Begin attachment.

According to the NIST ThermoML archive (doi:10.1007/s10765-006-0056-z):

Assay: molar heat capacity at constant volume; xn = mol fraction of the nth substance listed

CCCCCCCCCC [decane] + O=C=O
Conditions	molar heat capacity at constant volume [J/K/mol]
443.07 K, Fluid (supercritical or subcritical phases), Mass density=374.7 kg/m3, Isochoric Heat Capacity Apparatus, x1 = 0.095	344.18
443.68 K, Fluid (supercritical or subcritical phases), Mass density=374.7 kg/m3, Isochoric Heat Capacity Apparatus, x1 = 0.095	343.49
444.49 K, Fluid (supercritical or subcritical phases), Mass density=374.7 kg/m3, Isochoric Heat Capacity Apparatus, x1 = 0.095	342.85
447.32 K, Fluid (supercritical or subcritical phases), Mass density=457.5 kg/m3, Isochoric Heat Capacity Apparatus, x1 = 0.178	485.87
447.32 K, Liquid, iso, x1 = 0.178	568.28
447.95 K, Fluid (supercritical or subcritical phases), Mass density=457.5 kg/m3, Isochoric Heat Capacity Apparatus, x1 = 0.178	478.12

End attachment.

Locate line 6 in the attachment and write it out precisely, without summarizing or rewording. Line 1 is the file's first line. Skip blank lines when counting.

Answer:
443.68 K, Fluid (supercritical or subcritical phases), Mass density=374.7 kg/m3, Isochoric Heat Capacity Apparatus, x1 = 0.095	343.49